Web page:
In fact, it was as a result of the Stockholm conference that various countries started appointing an environment minister. In 1976, in Malta, Dom Mintoff appointed Vincent Moran as Minister for Health and the Environment. The emphasis at that stage was environmental health. His primary environmental responsibilities being street cleaning, refuse collection and the management of landfills in addition to minor responsibilities on air quality. The serious stuff came later when Daniel Micallef was appointed Minister for Education and the Environment in 1986.

In 1992, the international community met in Rio de Janeiro to discuss the conflicts between development and the environment. This was brought to the fore by the 1987 UN report of the World Commission on Environment and Development, headed by former Norwegian Prime Minister Gro Harlem Brundtland. The report, entitled Our Common Future, referred to as the Brundtland report, is generally remembered for its definition of sustainable development. Development was defined as sustainable if, in ensuring that the needs of present generations are met, it did not compromise the ability of future generations to meet their own needs.

The 1992 Rio Earth Summit produced the Rio Declaration on the Environment, the Framework Convention on Climate Change, the Framework Convention on Biodiversity, the Statement of Forest Principles and Agenda 21. Each one of these assumed a life of its own, addressing various issues.

I think it is essential to focus on the relevance of Agenda 21, which was, way back in 1992, drafted to serve as a global action plan for the 21st century.

Agenda 21 emphasises that sustainable development is not spearheaded by economics. It does not seek to balance profits with other considerations. Based on respect for people and the planet in the carrying out of our activities, it links the environment with social and economic policy.

It is indeed regrettable that some countries, Malta included, loudly proclaim adherence to the objectives of Rio 1992 yet fail miserably in translating them into the requirements of everyday life.

It is necessary to reiterate that Malta, through its present government, has paid lip service to issues of sustainable development. The Environment Protection Act of 2001, now in the process of being superseded, had established a National Commission for Sustainable Development headed by the Prime Minister. This was tasked with the preparation of a National Strategy for Sustainable Development, which was finalised and approved by the commission in December 2006. It was presented to Cabinet, which approved it in the weeks prior to the March 2008 election.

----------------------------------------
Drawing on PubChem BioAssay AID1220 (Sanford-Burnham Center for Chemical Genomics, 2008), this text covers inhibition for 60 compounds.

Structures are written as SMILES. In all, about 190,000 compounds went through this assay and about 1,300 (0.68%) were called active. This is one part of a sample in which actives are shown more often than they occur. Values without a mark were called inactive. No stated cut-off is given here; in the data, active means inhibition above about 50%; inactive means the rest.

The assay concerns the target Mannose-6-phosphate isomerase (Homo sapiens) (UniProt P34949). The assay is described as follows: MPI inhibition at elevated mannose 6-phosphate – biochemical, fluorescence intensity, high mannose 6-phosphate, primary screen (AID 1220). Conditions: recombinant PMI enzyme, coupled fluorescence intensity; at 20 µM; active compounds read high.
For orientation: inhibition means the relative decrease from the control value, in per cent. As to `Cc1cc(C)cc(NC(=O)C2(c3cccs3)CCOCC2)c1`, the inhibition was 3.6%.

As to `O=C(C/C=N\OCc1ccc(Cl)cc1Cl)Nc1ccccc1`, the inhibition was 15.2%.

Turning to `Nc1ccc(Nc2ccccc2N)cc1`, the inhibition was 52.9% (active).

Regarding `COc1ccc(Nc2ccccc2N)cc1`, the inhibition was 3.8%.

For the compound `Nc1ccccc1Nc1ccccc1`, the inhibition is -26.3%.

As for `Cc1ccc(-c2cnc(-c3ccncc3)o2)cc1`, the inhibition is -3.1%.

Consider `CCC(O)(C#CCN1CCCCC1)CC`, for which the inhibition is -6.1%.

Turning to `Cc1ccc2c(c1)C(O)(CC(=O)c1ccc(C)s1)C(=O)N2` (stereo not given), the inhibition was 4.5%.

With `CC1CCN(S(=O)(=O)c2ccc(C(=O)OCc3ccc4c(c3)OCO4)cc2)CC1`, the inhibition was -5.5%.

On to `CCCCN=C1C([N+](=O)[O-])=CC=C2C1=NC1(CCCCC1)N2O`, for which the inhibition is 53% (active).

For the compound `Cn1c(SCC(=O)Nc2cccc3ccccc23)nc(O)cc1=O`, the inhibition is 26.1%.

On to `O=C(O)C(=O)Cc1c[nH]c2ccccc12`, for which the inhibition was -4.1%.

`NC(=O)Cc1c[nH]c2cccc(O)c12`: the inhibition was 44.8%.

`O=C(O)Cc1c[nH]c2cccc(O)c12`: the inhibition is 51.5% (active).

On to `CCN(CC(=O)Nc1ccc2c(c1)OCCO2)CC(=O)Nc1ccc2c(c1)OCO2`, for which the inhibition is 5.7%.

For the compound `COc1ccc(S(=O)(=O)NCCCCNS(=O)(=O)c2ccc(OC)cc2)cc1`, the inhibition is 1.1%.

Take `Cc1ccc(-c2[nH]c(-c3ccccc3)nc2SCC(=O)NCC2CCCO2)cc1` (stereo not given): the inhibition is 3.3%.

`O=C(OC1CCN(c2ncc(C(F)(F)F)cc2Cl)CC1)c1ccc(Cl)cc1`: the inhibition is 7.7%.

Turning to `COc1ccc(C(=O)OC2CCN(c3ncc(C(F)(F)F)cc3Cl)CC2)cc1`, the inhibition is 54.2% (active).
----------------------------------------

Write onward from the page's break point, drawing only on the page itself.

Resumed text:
Soon after the 2008 election, during Parliament’s first session on May 10, 2008, Malta’s President proclaimed on behalf of the government that its policies will be underpinned by adherence to the principles of sustainable development. We were then told that when formulating decisions today serious consideration would be given to their impact on the generations of tomorrow.

I doubt whether there was ever any intention to implement such a declaration. I am informed that the National Commission for Sustainable Development, which, in terms of the Environment Protection Act, is still entrusted with the implementation of the National Sustainable Development Strategy, has not met since December 2006. Consequently, the procedures laid down in section 5 of the strategy as a result of which the different ministries had 18 months to prepare and commence the implementation of an action plan based on the strategy in their areas of competence were transformed into a dead letter.

The government has now gone one step further. It is formulating a National Environment Policy. This initiative has been undertaken by the same ministry responsible for issues of sustainable development – the Office of the Prime Minister.

From what is known on the contents of this policy it substantially duplicates the areas addressed by the National Sustainability Strategy. Consequently, it is discharging down the drains four years of discussions with civil society that had given the strategy its shape and content. It is clear that on the issue of sustainable development this government is very rich in rhetoric but when it comes to implementation it gets cold feet. It’s all talk, meetings, documents and consultations. And when a document is finally produced it is back to the drawing board to start the process for another one! This is lip service at its worst.

While the international community meeting in Rio in 2012 will take stock of its modest achievements in implementing the conclusions of Rio 1992 and its follow-up meetings, including those of Johannesburg in 2002, in Malta we are still awaiting a lethargic government to take the first steps.

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Other posts on sustainable development during the past 12 months

2011, July 23                Living on Ecological Credit.

2011, June 5                 Government’s Environment Policy is Beyond Repair.

2011, March 5              Small is Beautiful in Water Policy.

2011, January 22        Beyond the  Rhetorical declarations.

2010, October 23        Time to realign actions with words.

2010, October 17        Reflections on an Environment Policy.

2010, October 3          AD on Government’s Environment policy.

2010, September 17  Lejn Politika tal-Ambjent.

2010, September 4     Environment Policy and the Budget.

2010, August 14          Thoughts for an Environmet Policy.

2010, August 2            Bis-serjeta ? Il-Politika Nazzjonali dwar l-Ambjent.